Before our children are even born, we want to do right by them. From when we have them and with whom, to what we eat, how we give birth; so many of our choices and actions are devoted to giving them the best chance at the brightest future possible. Our choices for our children establish and reinforce who they are and how they will move about their world. There is no perfect combination of choices (thankfully), but there is one tiny thing you can do for your newborn that'll actually affect the rest of her life. It's a small thing, but it must be committed with persistence and dedication throughout her life, starting from the moment she's born.
When I found out my second and last child was going to be a girl, I was thrilled — just as I had been thrilled two years earlier when I found out my first child was a boy. I honestly didn't have a preference either way, but getting a better idea of who my already beloved uterine tenant was filled me with excitement. When I shared my happy news with others, I invariably heard the following "Now you'll have one of each!" A boy. A girl. In order to have a complete family set, I needed to "diversify," apparently.
My daughter, like all other women and girls, lives in a world with a long and insidious tradition of women being defined by their relationships to men
By and large, almost three years since we learned my daughter was my daughter, I have found very little difference between raising a girl and a boy. That's not to say sex or gender has nothing to do with who our are, or impacts their personalities, but at this point in their little lives it's hardly at the top of the list (within the walls of our home). At five and two, their love of Tangled is more important to them than their male or femaleness. This, of course, is within the walls of our home. In the world at large, among those who do not know who my kids are, they are seen by designations we have collectively decided are among the most important "boy" and "girl."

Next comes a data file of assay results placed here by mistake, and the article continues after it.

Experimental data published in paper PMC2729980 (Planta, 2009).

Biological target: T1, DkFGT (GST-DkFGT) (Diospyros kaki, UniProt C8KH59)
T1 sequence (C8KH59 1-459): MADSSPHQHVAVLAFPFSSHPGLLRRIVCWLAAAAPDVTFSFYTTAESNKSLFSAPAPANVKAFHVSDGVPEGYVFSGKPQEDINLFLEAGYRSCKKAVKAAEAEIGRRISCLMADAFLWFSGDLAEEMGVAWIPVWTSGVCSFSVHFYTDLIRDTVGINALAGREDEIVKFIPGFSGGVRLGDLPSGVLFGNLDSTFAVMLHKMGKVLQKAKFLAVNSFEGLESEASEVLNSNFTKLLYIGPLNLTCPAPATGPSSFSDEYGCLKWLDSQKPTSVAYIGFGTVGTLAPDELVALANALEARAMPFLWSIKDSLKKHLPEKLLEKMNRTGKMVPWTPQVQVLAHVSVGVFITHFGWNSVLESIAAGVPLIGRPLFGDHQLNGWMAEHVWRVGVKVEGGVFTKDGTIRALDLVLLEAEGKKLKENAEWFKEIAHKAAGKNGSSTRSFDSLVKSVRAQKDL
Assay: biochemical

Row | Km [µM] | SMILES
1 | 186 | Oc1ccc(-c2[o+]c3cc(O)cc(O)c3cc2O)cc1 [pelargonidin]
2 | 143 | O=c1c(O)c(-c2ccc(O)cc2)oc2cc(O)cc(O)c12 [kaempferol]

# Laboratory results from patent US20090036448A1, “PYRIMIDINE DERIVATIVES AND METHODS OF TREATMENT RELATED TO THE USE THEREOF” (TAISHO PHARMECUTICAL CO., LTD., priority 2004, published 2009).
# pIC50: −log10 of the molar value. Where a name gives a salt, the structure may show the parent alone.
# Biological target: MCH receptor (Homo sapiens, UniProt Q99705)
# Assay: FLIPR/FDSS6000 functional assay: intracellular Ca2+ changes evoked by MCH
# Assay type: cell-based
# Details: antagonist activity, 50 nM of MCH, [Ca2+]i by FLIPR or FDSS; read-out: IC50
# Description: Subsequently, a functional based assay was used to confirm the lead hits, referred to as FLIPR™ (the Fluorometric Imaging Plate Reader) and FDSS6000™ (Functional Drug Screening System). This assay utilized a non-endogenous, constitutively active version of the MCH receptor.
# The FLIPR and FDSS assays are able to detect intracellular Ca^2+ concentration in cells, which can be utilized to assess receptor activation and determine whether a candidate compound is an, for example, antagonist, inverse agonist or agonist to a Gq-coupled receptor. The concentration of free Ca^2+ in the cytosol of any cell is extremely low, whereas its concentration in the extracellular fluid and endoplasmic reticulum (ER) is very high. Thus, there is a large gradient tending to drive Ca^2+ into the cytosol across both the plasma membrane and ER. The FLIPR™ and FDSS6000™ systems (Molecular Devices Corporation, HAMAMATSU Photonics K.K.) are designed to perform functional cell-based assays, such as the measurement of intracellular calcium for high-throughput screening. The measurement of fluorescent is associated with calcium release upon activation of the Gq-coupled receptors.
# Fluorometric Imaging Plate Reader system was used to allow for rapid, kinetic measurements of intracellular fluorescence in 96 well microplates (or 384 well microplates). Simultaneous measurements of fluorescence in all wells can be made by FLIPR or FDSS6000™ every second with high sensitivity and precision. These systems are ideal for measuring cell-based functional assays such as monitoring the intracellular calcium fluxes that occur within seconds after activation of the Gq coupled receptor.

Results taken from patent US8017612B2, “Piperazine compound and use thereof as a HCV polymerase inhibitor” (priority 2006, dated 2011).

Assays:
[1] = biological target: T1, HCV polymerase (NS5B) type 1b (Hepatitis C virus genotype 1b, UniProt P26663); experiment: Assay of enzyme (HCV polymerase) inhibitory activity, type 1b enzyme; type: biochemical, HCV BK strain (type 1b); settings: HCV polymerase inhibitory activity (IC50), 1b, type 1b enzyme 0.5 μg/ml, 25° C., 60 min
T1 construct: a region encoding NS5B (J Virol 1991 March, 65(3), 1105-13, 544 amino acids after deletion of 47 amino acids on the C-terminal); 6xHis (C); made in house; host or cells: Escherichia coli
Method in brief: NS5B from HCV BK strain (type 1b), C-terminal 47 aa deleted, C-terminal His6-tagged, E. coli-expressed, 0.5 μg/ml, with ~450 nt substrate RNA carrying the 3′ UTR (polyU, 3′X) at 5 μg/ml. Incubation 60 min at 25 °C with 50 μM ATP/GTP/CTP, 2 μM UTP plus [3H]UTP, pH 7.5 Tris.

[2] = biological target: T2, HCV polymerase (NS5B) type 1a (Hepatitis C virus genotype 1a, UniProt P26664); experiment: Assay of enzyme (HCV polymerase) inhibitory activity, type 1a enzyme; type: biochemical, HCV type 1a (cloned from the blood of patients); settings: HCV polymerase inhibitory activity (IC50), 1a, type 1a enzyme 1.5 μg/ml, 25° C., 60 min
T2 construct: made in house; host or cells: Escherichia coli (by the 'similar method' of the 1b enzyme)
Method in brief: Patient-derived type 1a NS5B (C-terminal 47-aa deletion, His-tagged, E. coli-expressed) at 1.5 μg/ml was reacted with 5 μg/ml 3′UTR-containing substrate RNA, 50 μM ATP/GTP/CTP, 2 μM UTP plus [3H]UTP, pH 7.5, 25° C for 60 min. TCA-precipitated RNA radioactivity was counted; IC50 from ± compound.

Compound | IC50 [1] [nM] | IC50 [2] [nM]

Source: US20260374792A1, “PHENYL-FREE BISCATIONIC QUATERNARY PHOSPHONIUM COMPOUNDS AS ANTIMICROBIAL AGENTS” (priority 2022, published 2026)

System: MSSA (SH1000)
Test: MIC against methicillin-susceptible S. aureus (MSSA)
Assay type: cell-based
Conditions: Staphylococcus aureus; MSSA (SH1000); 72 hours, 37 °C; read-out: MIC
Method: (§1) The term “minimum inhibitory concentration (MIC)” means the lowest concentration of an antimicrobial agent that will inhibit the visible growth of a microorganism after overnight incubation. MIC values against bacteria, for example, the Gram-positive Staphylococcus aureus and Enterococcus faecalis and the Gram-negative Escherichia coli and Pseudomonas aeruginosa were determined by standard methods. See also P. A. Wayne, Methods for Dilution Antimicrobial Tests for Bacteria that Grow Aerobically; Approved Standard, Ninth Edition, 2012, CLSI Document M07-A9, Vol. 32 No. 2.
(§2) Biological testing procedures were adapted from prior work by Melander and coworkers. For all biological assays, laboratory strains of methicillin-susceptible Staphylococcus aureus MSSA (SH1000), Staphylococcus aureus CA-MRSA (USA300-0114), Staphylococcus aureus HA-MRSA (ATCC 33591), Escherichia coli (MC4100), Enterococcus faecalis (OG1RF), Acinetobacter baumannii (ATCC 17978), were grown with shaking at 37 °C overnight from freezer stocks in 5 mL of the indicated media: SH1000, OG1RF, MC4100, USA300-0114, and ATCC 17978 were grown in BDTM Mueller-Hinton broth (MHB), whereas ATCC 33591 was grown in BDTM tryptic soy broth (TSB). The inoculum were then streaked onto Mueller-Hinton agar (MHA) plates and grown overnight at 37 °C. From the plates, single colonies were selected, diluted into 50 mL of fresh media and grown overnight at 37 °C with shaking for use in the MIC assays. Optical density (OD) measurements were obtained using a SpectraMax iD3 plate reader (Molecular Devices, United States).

Try to let her feel every joule of love you have buzzing between each individual atom of your body. Then say to her a strong, clear voice “You are not mine. You are your own person.”
My daughter, like all other women and girls, lives in a world with a long and insidious tradition of women being defined by their relationships to men. A world where women are given an impossibly long and contradictory list of the things they should and should not be. A world that will dismiss her ambition as "cute" or "reaching too high." A world that undermines, second-guesses, and undervalues her accomplishments. A world in which her femaleness is a liability that it is difficult if not impossible to ever completely escape.
So what could we possibly give a newborn to help her combat this one day? Here's what I want you to do. Hold your amazing, tiny little daughter close. Gaze into her sweet face, stroke her downy head. Try to let her feel every joule of love you have buzzing between each individual atom of your body. Then say to her a strong, clear voice “You are not mine. You are your own person.”
As a parent, one of our most difficult challenges is seeing our children as individuals outside of their connection to us. They're our little babies. Our mini-me's. This is true of any child, male or female., but one of the greatest gifts we can give our kids is to let them know — from before they can even remember — that we see them for who they are, not just what they mean and who they are to us. And in the face of all the ways the world will attempt to define your daughter exclusively be her femaleness, she will need an indomitable sense of self in order to live authentically.
We aren't the only force in our daughter's lives; indeed, there will be a barrage of outside factors that will attempt to bend and break them in ways they would never consciously choose on their own. But by forcing ourselves, as their parents, to see them as their own people from day one, we give them the confidence and reassurance to resist.